My clients have to prove that they have the strength and stability, not just the will, to bench press. They do so with the bottom up KB Bench Press.
There are many causes of low back pain, and I’m far from an expert in most of them. But there is one cause in which I am quite well-versed: movements. As it turns out this is a very important one. Whether or not a person’s movement caused their low back pain, improving it often reduces their symptoms. I help people reduce their low back pain by training their movement: Stretching, strengthening, and ensuring proper form while they move. Considering that, it is probably starting to make sense for a personal trainer to be giving out advice about low back pain.
The title of this post is a quote from the blog article linked below. If you have a minute, please give it a read. It…
Orthotics are very common, but are they helping? The tone of the article is that they do not, although the specifics are that they do but they’re not sure why.
Today’s entry features the Functional Movement Screen (FMS). This makes my list even though it does nothing to get you strong. That’s because it is an assessment tool. I love this tool because it helps me to see where people have problems with the fundamental way that they move, and then that helps me to create a great training program for them that will not only get them “faster, higher, stronger”, but will also help fix movement dysfunction that they have developed in life.
Functional training is an often misunderstood concept. I have heard people say that functional training is training with a Bosu and stability balls. Not exactly. Functional training is literally training for function. It means that we train movements instead of muscles.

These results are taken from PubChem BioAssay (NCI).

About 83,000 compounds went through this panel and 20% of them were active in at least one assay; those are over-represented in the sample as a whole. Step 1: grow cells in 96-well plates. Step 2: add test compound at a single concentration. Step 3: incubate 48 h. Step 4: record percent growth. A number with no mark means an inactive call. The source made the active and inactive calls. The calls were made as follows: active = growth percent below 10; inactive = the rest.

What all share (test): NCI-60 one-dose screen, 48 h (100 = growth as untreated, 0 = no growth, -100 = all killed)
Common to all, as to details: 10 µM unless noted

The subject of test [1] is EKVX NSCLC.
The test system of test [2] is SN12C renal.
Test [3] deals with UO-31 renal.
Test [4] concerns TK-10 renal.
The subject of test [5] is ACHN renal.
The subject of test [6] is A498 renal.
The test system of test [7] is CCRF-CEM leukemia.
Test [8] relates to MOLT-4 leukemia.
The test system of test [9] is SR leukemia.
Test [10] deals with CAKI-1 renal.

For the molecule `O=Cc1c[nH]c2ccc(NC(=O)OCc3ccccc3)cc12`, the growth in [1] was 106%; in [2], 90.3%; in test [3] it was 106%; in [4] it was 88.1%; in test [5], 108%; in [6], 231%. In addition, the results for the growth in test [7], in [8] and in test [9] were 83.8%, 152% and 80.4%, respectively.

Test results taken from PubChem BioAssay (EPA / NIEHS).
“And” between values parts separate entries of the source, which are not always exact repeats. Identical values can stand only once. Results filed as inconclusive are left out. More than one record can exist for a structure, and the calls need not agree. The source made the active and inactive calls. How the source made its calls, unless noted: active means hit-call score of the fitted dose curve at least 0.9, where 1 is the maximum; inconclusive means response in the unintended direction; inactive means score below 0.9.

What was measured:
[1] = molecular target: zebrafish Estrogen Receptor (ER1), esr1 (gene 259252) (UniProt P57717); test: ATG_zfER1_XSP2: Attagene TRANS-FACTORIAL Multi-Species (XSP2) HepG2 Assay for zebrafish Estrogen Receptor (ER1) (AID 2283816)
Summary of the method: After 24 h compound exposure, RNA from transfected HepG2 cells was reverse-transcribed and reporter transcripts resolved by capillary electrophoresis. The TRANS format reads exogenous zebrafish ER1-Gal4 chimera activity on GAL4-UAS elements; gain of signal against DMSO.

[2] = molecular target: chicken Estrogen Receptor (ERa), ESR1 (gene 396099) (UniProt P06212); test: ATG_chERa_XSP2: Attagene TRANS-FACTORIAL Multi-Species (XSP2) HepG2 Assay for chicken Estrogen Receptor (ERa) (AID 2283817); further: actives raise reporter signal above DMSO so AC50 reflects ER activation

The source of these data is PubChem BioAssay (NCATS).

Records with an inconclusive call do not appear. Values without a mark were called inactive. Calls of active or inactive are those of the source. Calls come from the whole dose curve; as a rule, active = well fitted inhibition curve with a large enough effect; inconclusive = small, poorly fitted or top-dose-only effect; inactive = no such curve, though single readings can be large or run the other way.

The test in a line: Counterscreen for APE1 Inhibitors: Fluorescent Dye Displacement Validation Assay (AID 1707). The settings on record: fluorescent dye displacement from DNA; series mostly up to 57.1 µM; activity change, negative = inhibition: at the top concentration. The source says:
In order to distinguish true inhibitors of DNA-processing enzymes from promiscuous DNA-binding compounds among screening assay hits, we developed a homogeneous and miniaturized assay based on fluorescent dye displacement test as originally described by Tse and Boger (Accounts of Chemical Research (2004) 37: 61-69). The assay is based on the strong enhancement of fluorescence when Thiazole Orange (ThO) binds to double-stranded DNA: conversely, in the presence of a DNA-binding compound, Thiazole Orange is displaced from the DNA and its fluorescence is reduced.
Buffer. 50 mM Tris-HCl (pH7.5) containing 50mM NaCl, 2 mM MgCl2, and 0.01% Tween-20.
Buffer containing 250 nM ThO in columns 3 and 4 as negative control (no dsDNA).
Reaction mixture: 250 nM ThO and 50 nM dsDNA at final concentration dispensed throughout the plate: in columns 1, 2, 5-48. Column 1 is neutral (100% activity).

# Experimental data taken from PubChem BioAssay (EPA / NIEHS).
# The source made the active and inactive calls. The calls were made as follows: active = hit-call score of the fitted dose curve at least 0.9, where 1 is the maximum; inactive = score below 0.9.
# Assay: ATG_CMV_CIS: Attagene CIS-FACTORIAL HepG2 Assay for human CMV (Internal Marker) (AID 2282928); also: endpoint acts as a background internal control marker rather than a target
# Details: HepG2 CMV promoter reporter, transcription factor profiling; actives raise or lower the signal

I had an article published in Ski Pro Magazine this fall, Reducing the Risk of Low Back Pain. For those of you who are skiers…
That is repeated movements and prolonged postures that cause movement disorders by causing what she refers to as directional susceptibility to movement (DSM) and relative flexibility. This is an extension of basic physics: movement will follow the path of least resistance. In an ideal body, that path will move in a manner that maintains optimal positioning of joints and involvement of appropriate muscles so that it does not cause wear. In a body that has been changed through repeated movement or prolonged postures, the path of least resistance can lead to suboptimal movement.
The way we stand, sit, walk, sleep, watch tv, and drive all impact our bodies. We all have habits that we do every day. Many of them seem to be so minute, and yet we do them so much that in fact we do them in huge volumes. That adds up and can have a big impact on our ability to move well. Do you know what yours are?
Now let’s take a look at my swing and see if these movement shortcomings show up there. A good guess would be that I lose posture on the back swing, and that I probably sway as I need to make up for my lack of hip rotation. The deep squat suggests I will also early extend, and the lack of torso rotation could lead to chicken wing or hang back.